Studies have shown that women find men with deeper voices more attractive. You don’t need to sound like Barry White but you should work on speaking deeper if your voice is very high pitched or squeaky. Ask a good friend where you range on the 1-10 scale. 1 sounding like Alvin and chipmunks, and 10 sounding like the movie trailer guy. Okay maybe not exactly, but you get the point.
Working it into your life:
Within these thirty days, think of habits you can build that will keep you working on your voice consistently. I record daily memos and reminders on my phone, and this is how I consistently monitor the sound and strength of my voice daily without really thinking about it.
If you don’t take this kind of consistent action, it WILL revert back to your comfortable, old voice.
Another thing that I like to do is to talk out loud whenever I’m alone or whenever I get a chance. If you’re driving in your car, talk to yourself out loud. Also, with the amount of texting and e-mail people do these days, some people can go a whole day without speaking a word to people.
This is not for you, instead of texting that person back and forth, call them and settle it on the phone. Instead of writing someone a long e-mail, just call them and tell them the main points. Instead of just asking for milk in your coffee, start a conversation with the barista at the cafe.
This is a simple but powerful visualization tool that you can use daily:
Every time you are talking to someone, imagine that when you speak, you can actually see the sound waves traveling towards the direction you are facing.
I like to visualize them in waves shaped like rings (like the picture above), but you can visualize them however you want.
So imagine it like this:
The volume of your voice determines how wide your sound “rings” or waves are. This enables a wider range of people to hear what you are saying.
Your enunciation and the sharpness in your voice determines the strength of the rings. Picture blowing smoke rings – when you speak with more strength picture the rings being more solid and thick rather than loose and wispy.
A great way to cover all areas is to imagine that the person you are talking to has ears in the back of their head. Imagine that the only way that they can hear you is if you bounce your voice off the wall behind them, so that it enters their ears. So throw your voice at the wall behind them like a ball that will bounce back.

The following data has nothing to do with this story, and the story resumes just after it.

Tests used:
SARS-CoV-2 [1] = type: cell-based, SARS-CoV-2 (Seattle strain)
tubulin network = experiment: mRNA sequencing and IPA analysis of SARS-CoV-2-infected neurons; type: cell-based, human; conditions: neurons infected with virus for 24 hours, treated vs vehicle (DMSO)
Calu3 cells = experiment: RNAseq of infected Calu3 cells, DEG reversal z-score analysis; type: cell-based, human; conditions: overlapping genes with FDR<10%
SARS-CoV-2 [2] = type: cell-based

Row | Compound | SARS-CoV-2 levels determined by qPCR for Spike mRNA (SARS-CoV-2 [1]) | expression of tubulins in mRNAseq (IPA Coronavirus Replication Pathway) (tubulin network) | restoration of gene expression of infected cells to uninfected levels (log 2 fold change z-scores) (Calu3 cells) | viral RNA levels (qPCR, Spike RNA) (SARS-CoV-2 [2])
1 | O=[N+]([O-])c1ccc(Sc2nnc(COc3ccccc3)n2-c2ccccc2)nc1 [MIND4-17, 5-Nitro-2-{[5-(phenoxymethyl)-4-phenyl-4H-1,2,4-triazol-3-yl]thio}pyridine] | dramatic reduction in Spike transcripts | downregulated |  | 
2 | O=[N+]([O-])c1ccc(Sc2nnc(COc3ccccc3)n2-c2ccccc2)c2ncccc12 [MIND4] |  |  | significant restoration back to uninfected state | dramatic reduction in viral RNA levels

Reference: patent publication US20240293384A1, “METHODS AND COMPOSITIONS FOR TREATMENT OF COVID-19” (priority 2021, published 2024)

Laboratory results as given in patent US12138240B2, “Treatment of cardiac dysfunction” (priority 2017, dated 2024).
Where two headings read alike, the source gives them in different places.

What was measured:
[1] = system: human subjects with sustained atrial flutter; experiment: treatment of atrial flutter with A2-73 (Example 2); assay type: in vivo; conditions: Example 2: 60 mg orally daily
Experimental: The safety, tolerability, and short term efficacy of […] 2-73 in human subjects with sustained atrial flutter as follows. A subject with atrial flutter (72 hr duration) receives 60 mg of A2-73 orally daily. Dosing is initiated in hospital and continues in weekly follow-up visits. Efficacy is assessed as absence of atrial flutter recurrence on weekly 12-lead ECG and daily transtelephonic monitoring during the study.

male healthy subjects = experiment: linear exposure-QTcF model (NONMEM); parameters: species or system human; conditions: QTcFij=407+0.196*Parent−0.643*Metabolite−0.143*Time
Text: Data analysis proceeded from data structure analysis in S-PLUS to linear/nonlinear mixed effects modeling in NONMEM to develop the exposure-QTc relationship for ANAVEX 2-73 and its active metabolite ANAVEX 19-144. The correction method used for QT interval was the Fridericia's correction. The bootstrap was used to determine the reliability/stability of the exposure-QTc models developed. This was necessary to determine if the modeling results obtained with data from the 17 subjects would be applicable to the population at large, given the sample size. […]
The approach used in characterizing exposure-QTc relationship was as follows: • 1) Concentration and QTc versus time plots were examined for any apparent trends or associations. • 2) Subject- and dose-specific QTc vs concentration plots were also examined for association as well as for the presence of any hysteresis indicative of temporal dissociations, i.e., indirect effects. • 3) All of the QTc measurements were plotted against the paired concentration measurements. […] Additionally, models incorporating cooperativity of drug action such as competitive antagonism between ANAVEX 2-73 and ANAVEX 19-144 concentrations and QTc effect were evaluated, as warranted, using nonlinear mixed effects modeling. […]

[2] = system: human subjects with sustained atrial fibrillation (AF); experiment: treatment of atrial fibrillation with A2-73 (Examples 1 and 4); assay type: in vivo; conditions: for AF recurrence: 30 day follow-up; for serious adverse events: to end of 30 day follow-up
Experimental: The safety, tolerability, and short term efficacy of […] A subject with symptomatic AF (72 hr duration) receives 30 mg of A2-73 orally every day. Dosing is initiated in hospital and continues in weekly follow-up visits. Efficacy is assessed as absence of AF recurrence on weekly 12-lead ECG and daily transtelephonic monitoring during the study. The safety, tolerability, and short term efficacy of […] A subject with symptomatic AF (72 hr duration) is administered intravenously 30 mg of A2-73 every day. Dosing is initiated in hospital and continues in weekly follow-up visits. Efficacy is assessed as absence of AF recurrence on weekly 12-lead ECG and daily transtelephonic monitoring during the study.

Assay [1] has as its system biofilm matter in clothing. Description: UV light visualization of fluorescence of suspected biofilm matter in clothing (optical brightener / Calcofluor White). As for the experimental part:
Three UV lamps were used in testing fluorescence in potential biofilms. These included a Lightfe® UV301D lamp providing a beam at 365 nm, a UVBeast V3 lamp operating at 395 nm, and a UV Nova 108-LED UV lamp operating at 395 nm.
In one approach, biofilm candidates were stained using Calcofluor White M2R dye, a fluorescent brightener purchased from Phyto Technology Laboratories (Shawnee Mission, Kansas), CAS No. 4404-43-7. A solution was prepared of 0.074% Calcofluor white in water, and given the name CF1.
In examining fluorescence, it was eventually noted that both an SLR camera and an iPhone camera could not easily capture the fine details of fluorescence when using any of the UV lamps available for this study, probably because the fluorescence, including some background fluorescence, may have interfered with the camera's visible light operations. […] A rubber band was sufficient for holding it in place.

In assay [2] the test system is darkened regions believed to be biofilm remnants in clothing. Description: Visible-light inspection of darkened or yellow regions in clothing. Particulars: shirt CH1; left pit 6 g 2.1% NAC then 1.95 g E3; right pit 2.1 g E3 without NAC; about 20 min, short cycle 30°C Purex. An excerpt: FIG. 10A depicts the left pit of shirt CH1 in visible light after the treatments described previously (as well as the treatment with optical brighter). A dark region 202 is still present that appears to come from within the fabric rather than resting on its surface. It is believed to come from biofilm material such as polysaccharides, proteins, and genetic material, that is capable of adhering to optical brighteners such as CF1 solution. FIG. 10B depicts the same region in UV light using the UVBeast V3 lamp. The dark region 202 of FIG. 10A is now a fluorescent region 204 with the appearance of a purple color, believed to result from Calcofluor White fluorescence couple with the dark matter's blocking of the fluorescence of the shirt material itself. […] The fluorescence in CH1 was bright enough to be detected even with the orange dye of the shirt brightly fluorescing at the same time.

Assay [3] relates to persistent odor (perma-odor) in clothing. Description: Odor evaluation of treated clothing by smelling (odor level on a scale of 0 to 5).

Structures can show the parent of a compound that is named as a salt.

You shouldn’t be yelling, but just making sure you can be heard.
I always visualize a target 20 feet ahead of me, and throw my voice AT the target, imaginging hitting it with my voice.
A great way to practice this is to talk to your friend across a city street, and have a conversation while walking on opposite sides of the street.
I use the 20 feet target visualization when I’m in a crowded place and it’s really loud, or when I’m outside in a city area. I bring it down to 10 feet when I’m in a quieter place.
Of course, you have to practice adjusting your vocal projection to the setting you are in. But if somebody says you are being too loud, then take it as a compliment, and calibrate accordingly. If you’ve never been told to quiet down, perhaps you want to make it your goal to hear that within the next 30 days.
Setting yourself up for success
Even though studies show that it takes 30 days to lock in a new habit, it does not mean that after 30 days, you will automatically be “fixed” and you don’t have to think about it anymore. What matters is the kind of habits you build. The habits you create should be ones that make you inevitably improve the strength of your voice every single day.
These habits include warming up your voice in the car on the way to meeting your friends, consistently recording yourself and talking outloud, and any habits that will consistenly help you build your most powerful communication tool.
Also, work on your voice gradually. If you try to change your voice completely, not only will your friends look at you like you’re on something, it’s going to be really hard to keep up.
Make sure to drink plenty of fluids. Sometimes it’s dehydration that makes your voice sound weak or hoarse.
Speak from your belly. When you speak, you should be feeling the power come from your belly area, through your lungs, and not just from your throat.
After your have finished your 30 days, come back and send me some of the realizations you’ve had about your voice, any improvements you’ve made, and anything else you want to share in the comment section! Looking forward to hearing from you!